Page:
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Consider an optimisation problem $$ \frac{\partial^2}{\partial x^2}\left( \sigma(x) \frac{\partial^2 u(x)}{\partial x^2} \right) = f(x),\; +\; \text{boundary conditions,} \;\;\; 0 \leqslant x \leqslant 1 \\ \int\limits_{0}^{1} \sigma(x) \; dx = 1, \;\;\; \sigma(x) \geqslant 0 \\ \int\limits_{0}^{1} f(x)u(x) dx \to \min\limits_{\sigma(\cdot)} $$ This is a problem of optimal 1-d beam design: $\sigma(x)$ describes thickness of the beam, $u(x)$ describes the beam deflection in point $x$ under active forces $f(x)$. The task is to choose the optimal beam form $\sigma(\cdot)$.

How to solve this problem numerically? I tried to do it in the following manner. At first I counted the solution with constant $\sigma(x) = \sigma_{0}$. Then I divided the segment $[0,1]$ into several parts and tried to find a peacewise linear function $\sigma(x) = \sigma_{1}(x)$ with joints in division points by solving the appropriate finite-dimensional optimisation problem. And I continue such process by subdividing the segment again $[0,1]$ and correcting the previous approximation of target function $\sigma(x)$. This process converges very slowly and I don't know if it converges to the global minimum. Help me please to find an appropriate algorithm.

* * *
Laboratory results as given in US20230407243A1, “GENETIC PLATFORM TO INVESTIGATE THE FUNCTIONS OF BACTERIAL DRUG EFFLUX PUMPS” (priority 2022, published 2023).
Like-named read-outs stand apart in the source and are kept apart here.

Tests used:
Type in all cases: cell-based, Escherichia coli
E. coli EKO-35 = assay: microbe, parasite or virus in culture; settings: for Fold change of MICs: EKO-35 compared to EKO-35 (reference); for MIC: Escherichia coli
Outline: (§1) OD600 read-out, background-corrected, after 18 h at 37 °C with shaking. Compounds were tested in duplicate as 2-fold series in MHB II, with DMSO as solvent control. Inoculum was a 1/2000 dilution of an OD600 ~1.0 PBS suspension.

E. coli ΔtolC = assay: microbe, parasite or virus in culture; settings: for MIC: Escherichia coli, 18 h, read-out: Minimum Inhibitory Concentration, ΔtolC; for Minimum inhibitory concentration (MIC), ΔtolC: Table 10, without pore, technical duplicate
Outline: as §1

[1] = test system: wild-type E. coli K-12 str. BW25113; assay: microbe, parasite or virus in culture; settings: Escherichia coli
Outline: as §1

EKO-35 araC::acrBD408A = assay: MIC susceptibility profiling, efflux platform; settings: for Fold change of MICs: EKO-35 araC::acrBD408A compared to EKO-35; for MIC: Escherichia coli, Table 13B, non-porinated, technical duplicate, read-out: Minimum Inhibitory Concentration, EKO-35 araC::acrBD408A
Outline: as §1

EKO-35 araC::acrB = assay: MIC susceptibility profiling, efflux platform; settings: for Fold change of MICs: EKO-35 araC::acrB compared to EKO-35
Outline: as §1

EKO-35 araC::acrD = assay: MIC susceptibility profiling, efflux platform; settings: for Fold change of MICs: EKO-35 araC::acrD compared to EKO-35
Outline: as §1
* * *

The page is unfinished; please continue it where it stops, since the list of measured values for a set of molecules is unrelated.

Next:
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Do you know about the finite element method? I suspect you'll need to use elements with better continuity properties than piecewise linear functions to get better convergence. – joriki Apr 6 '12 at 16:55
Yes. It is a method of solving PDE with already given $\sigma(\cdot)$. And maybe there is some cardinally other method ? – Nimza Apr 6 '12 at 16:57

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